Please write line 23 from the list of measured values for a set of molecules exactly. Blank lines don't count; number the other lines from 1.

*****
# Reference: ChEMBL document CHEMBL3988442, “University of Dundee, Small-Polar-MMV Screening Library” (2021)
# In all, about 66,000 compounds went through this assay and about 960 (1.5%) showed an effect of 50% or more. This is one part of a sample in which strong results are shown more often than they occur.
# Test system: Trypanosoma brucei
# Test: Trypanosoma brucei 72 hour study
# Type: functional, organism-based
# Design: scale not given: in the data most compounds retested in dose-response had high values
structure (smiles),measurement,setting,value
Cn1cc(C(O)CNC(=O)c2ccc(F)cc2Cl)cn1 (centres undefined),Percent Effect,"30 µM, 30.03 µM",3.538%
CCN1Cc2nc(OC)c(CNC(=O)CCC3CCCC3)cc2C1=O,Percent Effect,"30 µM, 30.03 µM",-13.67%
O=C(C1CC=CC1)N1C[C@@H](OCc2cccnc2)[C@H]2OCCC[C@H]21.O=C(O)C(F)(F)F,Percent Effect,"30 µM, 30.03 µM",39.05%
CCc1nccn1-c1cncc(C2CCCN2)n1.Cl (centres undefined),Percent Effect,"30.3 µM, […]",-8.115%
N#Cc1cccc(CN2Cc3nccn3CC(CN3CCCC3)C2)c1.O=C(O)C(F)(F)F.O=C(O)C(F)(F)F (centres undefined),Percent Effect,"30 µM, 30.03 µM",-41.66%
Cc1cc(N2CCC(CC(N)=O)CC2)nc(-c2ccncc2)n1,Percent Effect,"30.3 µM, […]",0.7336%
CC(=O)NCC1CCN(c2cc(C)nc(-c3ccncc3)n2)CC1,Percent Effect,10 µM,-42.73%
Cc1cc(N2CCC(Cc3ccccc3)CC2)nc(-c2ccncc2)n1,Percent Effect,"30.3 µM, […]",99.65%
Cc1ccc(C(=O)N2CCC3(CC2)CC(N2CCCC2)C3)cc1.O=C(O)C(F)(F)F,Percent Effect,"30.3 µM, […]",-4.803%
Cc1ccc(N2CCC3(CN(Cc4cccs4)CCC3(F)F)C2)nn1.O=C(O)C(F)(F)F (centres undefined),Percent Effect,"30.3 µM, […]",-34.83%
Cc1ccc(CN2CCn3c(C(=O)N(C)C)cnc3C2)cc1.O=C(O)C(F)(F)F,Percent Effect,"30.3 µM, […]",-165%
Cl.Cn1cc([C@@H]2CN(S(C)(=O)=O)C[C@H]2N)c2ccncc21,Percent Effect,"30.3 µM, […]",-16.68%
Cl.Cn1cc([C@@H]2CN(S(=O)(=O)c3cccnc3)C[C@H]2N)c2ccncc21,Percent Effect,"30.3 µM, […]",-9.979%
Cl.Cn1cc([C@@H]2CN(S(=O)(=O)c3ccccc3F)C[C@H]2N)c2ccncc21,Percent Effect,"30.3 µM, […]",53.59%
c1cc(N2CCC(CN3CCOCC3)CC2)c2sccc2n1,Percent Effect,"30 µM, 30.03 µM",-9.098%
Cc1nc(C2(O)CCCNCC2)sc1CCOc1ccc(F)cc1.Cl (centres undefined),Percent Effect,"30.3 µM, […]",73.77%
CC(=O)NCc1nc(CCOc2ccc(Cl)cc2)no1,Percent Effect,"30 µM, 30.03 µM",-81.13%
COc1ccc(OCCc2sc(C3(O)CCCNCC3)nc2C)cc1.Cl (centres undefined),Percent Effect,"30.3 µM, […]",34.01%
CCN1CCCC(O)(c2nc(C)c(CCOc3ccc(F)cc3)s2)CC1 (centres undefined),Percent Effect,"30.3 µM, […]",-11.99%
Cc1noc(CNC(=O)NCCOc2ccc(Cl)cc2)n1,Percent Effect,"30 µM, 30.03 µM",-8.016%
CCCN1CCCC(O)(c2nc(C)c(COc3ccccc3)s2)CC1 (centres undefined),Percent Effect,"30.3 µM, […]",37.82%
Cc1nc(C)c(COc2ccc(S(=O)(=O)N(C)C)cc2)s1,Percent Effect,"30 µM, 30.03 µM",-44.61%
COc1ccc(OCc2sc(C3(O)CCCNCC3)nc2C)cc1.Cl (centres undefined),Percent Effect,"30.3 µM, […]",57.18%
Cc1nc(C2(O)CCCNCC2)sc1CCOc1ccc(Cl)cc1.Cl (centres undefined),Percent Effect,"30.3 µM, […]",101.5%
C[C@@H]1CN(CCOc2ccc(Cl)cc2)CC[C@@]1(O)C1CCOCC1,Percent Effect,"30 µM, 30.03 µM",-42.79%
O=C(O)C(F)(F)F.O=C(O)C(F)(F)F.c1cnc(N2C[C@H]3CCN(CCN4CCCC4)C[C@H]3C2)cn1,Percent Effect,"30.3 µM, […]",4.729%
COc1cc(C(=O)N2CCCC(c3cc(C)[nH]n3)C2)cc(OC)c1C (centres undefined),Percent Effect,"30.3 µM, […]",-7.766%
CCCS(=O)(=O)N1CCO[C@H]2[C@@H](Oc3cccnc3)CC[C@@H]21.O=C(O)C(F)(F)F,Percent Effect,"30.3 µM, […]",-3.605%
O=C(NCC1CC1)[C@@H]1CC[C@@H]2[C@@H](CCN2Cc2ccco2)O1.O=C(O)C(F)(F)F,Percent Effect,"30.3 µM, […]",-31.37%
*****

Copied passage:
Cc1nc(C2(O)CCCNCC2)sc1CCOc1ccc(F)cc1.Cl (centres undefined),Percent Effect,"30.3 µM, […]",73.77%